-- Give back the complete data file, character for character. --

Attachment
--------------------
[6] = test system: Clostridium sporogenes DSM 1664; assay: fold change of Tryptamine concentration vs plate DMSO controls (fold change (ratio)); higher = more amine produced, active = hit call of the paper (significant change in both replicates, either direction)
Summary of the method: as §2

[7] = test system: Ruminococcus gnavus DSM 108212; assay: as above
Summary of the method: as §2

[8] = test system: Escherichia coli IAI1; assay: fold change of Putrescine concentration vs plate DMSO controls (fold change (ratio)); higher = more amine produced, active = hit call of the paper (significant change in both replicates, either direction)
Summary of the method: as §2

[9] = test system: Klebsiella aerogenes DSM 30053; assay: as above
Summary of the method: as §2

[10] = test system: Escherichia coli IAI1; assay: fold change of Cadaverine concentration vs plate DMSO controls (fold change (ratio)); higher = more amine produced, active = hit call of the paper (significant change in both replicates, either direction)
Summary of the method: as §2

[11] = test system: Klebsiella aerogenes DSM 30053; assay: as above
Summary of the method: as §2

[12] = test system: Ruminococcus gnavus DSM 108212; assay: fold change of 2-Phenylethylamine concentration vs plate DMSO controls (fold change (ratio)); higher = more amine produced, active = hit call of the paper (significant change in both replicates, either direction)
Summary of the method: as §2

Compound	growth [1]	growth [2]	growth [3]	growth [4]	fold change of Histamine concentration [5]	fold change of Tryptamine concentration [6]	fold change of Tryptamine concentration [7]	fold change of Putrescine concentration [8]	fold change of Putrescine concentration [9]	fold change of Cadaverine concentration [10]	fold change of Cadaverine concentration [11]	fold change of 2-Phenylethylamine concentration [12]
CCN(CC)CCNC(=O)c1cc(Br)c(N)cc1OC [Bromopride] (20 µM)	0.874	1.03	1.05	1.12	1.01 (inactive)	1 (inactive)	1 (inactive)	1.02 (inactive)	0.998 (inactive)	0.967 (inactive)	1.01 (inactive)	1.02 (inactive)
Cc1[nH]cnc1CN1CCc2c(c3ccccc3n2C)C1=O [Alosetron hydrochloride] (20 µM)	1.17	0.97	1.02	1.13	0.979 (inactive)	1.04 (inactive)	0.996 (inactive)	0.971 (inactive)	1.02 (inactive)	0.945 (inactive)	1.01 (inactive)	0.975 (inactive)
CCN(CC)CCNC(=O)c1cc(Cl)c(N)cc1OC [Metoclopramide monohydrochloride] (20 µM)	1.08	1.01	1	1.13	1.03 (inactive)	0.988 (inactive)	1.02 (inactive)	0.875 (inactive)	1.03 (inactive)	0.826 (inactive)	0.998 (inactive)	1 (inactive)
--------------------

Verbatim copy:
[6] = test system: Clostridium sporogenes DSM 1664; assay: fold change of Tryptamine concentration vs plate DMSO controls (fold change (ratio)); higher = more amine produced, active = hit call of the paper (significant change in both replicates, either direction)
Summary of the method: as §2

[7] = test system: Ruminococcus gnavus DSM 108212; assay: as above
Summary of the method: as §2

[8] = test system: Escherichia coli IAI1; assay: fold change of Putrescine concentration vs plate DMSO controls (fold change (ratio)); higher = more amine produced, active = hit call of the paper (significant change in both replicates, either direction)
Summary of the method: as §2

[9] = test system: Klebsiella aerogenes DSM 30053; assay: as above
Summary of the method: as §2

[10] = test system: Escherichia coli IAI1; assay: fold change of Cadaverine concentration vs plate DMSO controls (fold change (ratio)); higher = more amine produced, active = hit call of the paper (significant change in both replicates, either direction)
Summary of the method: as §2

[11] = test system: Klebsiella aerogenes DSM 30053; assay: as above
Summary of the method: as §2

[12] = test system: Ruminococcus gnavus DSM 108212; assay: fold change of 2-Phenylethylamine concentration vs plate DMSO controls (fold change (ratio)); higher = more amine produced, active = hit call of the paper (significant change in both replicates, either direction)
Summary of the method: as §2

Compound	growth [1]	growth [2]	growth [3]	growth [4]	fold change of Histamine concentration [5]	fold change of Tryptamine concentration [6]	fold change of Tryptamine concentration [7]	fold change of Putrescine concentration [8]	fold change of Putrescine concentration [9]	fold change of Cadaverine concentration [10]	fold change of Cadaverine concentration [11]	fold change of 2-Phenylethylamine concentration [12]
CCN(CC)CCNC(=O)c1cc(Br)c(N)cc1OC [Bromopride] (20 µM)	0.874	1.03	1.05	1.12	1.01 (inactive)	1 (inactive)	1 (inactive)	1.02 (inactive)	0.998 (inactive)	0.967 (inactive)	1.01 (inactive)	1.02 (inactive)
Cc1[nH]cnc1CN1CCc2c(c3ccccc3n2C)C1=O [Alosetron hydrochloride] (20 µM)	1.17	0.97	1.02	1.13	0.979 (inactive)	1.04 (inactive)	0.996 (inactive)	0.971 (inactive)	1.02 (inactive)	0.945 (inactive)	1.01 (inactive)	0.975 (inactive)
CCN(CC)CCNC(=O)c1cc(Cl)c(N)cc1OC [Metoclopramide monohydrochloride] (20 µM)	1.08	1.01	1	1.13	1.03 (inactive)	0.988 (inactive)	1.02 (inactive)	0.875 (inactive)	1.03 (inactive)	0.826 (inactive)	0.998 (inactive)	1 (inactive)